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Steve Ahillen
By Steve Ahillen February 11, 2012

Making good on anti-meth promise

At a campaign stop in Athens, Tenn., on Sept. 28, 2010, the governor promises to deal with meth – a drug problem that had reached epidemic proportions in East Tennessee. The area has been among the national leaders in the number of meth busts. The expense of dealing with meth had some counties worried about going bankrupt. Though the cost has come down since, the average expense for a single bust in 2010, including the arrests and cleanup, was well over $2,000.

Gov. Haslam did address the issue, signing into law on June 6, 2011, an anti-meth measure. It increases the penalty for making meth in the presence of children, tracks the sale of products containing pseudoephedrine – a key ingredient in making meth, makes the sales information available promptly to law enforcement, makes it easier to prosecute those who purchase pseudoephedrine and imposes minimum mandatory fines on those offenders. He also announced the state is making available more than $1 million in funding for meth lab cleanups.

The Governor's Office in a Jan. 4, 2012, reply to our questions about Haslam"s campaign promise, wrote:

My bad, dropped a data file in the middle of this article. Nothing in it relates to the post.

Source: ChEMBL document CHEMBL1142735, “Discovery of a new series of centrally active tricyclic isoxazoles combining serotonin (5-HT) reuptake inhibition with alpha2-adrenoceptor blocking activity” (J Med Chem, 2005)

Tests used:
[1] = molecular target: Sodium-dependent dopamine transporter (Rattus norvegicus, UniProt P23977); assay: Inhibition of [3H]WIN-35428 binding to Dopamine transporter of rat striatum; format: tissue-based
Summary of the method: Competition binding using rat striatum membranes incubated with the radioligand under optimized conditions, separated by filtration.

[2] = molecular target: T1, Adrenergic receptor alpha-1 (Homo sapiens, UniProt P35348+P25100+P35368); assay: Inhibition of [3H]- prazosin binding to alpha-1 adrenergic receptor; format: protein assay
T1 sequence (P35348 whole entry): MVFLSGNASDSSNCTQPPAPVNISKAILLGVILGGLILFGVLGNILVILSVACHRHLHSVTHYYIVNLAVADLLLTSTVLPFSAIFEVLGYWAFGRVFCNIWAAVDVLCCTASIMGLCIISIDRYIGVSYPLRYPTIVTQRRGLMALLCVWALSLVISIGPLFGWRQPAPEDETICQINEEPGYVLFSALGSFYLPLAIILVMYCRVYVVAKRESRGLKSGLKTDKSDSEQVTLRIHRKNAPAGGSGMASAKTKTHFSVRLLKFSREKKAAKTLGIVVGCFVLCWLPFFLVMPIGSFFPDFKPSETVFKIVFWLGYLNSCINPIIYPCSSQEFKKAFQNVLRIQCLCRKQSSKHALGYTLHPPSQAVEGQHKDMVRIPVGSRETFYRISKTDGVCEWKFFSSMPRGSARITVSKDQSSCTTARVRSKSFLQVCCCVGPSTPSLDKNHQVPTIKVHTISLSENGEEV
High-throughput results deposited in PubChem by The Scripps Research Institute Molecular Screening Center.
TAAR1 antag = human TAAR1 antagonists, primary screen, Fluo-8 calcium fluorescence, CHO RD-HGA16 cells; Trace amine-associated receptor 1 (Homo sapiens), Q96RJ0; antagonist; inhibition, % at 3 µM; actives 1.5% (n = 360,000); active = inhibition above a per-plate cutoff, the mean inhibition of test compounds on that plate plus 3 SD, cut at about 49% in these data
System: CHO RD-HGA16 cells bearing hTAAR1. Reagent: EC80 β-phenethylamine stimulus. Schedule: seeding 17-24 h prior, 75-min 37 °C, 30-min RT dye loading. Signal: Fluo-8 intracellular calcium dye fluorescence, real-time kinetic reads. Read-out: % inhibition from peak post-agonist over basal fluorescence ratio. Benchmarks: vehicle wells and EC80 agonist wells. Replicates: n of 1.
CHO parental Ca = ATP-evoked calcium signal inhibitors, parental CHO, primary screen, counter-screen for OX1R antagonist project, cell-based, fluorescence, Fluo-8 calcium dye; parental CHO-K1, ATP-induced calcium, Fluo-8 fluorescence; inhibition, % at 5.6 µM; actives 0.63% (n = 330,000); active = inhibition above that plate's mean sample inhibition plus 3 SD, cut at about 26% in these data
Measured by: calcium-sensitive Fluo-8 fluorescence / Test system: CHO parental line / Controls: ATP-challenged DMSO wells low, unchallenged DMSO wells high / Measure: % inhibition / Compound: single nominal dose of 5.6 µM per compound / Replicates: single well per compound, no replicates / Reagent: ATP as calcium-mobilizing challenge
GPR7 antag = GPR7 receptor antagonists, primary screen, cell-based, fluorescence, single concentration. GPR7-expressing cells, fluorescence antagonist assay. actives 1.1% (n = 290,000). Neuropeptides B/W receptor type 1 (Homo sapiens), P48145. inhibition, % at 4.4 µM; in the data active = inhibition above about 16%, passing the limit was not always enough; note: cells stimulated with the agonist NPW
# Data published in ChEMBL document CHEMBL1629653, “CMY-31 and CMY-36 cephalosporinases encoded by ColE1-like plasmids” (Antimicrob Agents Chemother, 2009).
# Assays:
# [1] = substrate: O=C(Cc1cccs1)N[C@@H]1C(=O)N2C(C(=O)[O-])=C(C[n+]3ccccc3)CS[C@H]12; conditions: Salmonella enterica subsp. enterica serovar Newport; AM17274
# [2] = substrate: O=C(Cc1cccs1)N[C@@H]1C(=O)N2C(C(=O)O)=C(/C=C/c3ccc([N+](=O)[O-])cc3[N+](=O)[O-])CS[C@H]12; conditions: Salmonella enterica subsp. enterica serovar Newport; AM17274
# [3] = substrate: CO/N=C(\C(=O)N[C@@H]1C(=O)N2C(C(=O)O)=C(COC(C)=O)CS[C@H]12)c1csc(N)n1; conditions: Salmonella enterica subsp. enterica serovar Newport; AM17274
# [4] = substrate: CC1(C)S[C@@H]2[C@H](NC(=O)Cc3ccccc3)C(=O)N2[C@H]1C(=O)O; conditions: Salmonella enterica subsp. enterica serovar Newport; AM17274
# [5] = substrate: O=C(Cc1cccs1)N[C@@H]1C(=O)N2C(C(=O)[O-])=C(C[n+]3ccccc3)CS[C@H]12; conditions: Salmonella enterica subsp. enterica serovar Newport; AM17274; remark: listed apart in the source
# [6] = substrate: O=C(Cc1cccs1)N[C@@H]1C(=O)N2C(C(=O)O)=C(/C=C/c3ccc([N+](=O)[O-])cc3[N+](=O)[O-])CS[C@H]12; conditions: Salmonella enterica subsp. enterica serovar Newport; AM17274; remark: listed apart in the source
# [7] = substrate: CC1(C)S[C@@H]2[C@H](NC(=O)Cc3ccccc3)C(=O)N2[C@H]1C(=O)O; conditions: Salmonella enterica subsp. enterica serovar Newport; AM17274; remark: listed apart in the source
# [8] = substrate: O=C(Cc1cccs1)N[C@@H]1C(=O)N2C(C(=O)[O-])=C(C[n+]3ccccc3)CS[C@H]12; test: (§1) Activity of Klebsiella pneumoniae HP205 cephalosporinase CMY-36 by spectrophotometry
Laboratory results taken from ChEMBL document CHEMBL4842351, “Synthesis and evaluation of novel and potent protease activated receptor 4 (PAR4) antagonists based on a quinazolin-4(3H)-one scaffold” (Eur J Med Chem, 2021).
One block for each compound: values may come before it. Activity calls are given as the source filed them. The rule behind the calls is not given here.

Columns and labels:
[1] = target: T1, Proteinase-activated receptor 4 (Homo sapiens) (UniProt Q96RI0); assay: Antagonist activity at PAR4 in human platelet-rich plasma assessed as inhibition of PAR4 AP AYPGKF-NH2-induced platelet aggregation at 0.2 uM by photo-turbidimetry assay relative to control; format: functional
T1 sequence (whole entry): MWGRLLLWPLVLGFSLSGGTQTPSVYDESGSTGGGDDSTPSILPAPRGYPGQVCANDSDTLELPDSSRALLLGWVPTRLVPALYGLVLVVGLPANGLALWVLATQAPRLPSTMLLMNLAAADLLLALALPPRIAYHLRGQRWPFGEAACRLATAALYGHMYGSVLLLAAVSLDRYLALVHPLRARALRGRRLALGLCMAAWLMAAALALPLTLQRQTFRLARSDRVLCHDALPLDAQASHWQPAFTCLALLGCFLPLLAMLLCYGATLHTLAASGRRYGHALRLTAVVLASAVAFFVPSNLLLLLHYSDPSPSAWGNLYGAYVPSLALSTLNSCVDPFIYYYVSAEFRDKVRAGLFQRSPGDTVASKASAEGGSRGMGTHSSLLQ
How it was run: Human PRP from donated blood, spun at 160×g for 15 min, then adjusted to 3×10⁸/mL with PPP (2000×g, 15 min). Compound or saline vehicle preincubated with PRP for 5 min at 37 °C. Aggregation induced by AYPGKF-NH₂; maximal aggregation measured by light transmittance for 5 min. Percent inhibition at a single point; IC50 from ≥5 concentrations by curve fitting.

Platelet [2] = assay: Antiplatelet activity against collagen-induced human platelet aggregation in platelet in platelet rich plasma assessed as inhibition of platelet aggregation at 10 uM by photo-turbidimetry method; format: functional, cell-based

"During the campaign, Gov. Haslam talked about working with local law enforcement to address public safety issues, and his commitment to that is apparent in the comprehensive anti-methamphetamine legislation that the administration worked with law enforcement and the pharmaceutical industry to bring to fruition ... He will also be announcing a public safety action plan in the near future.”

Then on Jan. 5, 2012, when he announced a "comprehensive public safety strategy”, the governor said the state is taking more steps in the battle against meth that include a statewide meth lab clean-up system, development of a new anti-meth communications campaign and more training for law enforcement.

The law didn't go as far as some had hoped. Prosecutors across the state had called for making pseudoephedrine prescription only.

"We wanted it to be prescription-only, and we're not going to give up that fight,” Knoxville Police Chief David Rausch said at the time. "But this is a good start to addressing the issue.”

The governor also calls for the state Comptroller's Office to study the prescription-only option on pseudoephedrine and issue a report.

We give this a  Promise Kept.

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